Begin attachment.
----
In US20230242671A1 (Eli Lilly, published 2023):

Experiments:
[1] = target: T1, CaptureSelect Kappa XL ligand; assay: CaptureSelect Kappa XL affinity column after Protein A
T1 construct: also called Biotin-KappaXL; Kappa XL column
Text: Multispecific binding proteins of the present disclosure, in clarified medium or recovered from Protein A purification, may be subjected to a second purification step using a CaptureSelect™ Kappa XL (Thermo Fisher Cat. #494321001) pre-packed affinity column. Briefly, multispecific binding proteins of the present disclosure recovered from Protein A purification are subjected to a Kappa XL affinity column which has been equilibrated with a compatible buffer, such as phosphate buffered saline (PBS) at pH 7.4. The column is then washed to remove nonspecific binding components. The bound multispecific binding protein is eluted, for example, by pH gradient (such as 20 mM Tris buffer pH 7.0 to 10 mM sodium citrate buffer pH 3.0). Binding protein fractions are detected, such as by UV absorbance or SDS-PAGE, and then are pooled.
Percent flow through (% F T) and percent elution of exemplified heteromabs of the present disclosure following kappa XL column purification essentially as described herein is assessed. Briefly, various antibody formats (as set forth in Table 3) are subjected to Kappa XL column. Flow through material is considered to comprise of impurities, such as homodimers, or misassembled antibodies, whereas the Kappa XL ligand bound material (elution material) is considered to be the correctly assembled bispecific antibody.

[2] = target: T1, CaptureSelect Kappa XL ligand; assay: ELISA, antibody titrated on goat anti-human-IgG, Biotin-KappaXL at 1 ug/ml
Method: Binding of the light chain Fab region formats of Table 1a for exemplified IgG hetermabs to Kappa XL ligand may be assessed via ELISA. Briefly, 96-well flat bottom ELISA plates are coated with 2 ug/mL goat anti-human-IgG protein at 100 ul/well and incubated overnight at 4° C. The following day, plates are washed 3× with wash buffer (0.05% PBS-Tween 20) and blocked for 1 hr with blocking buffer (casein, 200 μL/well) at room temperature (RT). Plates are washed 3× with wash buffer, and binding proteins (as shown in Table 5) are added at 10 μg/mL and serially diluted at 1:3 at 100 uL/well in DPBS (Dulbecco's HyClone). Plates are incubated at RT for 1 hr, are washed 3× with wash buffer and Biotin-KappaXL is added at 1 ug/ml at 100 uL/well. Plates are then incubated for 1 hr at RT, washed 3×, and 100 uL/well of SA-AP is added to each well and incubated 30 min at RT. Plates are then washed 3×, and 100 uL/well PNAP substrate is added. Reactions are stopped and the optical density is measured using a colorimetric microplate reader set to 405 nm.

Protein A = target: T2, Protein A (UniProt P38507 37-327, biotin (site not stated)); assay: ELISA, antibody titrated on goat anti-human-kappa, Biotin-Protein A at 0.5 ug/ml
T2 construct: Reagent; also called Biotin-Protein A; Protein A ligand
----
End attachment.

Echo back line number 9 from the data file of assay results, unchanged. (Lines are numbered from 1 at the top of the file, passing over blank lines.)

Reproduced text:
Protein A = target: T2, Protein A (UniProt P38507 37-327, biotin (site not stated)); assay: ELISA, antibody titrated on goat anti-human-kappa, Biotin-Protein A at 0.5 ug/ml